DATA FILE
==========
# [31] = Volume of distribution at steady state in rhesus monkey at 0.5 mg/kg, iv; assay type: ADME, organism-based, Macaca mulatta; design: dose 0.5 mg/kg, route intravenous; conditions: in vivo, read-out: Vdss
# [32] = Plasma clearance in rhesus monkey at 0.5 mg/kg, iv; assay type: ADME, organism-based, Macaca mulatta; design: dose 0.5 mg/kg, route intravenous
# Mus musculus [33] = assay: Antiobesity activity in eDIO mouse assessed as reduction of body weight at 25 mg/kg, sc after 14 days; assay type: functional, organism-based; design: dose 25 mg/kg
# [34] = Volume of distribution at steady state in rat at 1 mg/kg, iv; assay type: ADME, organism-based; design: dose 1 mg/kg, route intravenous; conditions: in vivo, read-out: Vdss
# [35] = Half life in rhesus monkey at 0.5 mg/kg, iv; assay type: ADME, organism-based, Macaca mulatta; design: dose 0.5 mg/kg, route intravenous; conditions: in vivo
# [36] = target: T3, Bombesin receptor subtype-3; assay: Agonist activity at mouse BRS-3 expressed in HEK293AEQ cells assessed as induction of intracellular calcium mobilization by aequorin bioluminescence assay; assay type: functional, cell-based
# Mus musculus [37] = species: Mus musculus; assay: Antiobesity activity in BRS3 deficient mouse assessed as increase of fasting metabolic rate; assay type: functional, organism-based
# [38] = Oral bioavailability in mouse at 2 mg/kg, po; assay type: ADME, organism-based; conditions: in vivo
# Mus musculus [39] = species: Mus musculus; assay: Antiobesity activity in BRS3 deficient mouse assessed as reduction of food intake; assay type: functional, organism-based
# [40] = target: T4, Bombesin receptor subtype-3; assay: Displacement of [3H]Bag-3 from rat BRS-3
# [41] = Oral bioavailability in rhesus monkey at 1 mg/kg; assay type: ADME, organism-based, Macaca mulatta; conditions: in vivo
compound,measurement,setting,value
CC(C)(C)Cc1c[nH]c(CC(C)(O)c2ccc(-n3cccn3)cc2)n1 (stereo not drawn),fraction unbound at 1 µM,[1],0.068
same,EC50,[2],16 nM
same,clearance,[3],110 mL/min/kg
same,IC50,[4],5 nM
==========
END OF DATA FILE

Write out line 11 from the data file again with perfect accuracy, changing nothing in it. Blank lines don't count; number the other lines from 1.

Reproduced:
# [41] = Oral bioavailability in rhesus monkey at 1 mg/kg; assay type: ADME, organism-based, Macaca mulatta; conditions: in vivo